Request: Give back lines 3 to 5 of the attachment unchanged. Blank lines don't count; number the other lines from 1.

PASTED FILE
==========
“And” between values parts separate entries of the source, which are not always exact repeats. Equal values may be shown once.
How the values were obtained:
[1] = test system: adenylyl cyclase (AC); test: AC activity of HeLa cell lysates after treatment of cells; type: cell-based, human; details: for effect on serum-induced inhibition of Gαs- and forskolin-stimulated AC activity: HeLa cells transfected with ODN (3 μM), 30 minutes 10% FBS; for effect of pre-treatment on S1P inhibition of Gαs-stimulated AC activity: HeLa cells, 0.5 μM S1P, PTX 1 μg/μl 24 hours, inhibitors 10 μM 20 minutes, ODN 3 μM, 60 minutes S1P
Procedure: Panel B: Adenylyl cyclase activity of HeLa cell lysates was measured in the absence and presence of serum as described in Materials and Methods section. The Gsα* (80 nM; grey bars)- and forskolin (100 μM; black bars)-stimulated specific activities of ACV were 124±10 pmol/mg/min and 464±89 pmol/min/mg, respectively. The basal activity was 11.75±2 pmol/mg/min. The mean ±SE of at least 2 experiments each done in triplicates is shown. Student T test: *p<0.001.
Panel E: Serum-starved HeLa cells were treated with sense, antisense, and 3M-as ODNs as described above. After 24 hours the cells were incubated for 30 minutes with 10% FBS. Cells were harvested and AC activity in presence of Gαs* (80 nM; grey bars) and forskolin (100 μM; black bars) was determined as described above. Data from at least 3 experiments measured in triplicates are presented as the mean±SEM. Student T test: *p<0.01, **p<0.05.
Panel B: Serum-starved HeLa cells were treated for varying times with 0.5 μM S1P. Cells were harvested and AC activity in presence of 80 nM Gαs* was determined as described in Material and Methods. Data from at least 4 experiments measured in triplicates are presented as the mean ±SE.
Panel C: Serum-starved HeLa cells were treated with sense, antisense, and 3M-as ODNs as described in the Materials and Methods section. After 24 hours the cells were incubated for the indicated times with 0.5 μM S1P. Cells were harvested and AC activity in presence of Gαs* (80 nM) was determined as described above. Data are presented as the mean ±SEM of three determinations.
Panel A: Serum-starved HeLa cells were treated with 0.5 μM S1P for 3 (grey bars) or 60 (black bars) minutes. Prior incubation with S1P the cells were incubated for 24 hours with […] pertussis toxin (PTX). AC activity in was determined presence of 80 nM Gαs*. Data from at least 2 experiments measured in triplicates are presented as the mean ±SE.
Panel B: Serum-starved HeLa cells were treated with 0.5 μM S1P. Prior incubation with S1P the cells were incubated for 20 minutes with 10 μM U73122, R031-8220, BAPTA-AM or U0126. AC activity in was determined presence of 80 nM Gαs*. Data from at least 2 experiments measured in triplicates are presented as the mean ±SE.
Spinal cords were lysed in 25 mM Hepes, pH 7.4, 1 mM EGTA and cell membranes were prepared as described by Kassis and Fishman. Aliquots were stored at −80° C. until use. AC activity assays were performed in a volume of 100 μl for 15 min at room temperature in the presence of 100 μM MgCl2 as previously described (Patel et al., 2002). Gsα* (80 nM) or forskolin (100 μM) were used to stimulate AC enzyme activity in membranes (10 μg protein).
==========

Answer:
[1] = test system: adenylyl cyclase (AC); test: AC activity of HeLa cell lysates after treatment of cells; type: cell-based, human; details: for effect on serum-induced inhibition of Gαs- and forskolin-stimulated AC activity: HeLa cells transfected with ODN (3 μM), 30 minutes 10% FBS; for effect of pre-treatment on S1P inhibition of Gαs-stimulated AC activity: HeLa cells, 0.5 μM S1P, PTX 1 μg/μl 24 hours, inhibitors 10 μM 20 minutes, ODN 3 μM, 60 minutes S1P
Procedure: Panel B: Adenylyl cyclase activity of HeLa cell lysates was measured in the absence and presence of serum as described in Materials and Methods section. The Gsα* (80 nM; grey bars)- and forskolin (100 μM; black bars)-stimulated specific activities of ACV were 124±10 pmol/mg/min and 464±89 pmol/min/mg, respectively. The basal activity was 11.75±2 pmol/mg/min. The mean ±SE of at least 2 experiments each done in triplicates is shown. Student T test: *p<0.001.
Panel E: Serum-starved HeLa cells were treated with sense, antisense, and 3M-as ODNs as described above. After 24 hours the cells were incubated for 30 minutes with 10% FBS. Cells were harvested and AC activity in presence of Gαs* (80 nM; grey bars) and forskolin (100 μM; black bars) was determined as described above. Data from at least 3 experiments measured in triplicates are presented as the mean±SEM. Student T test: *p<0.01, **p<0.05.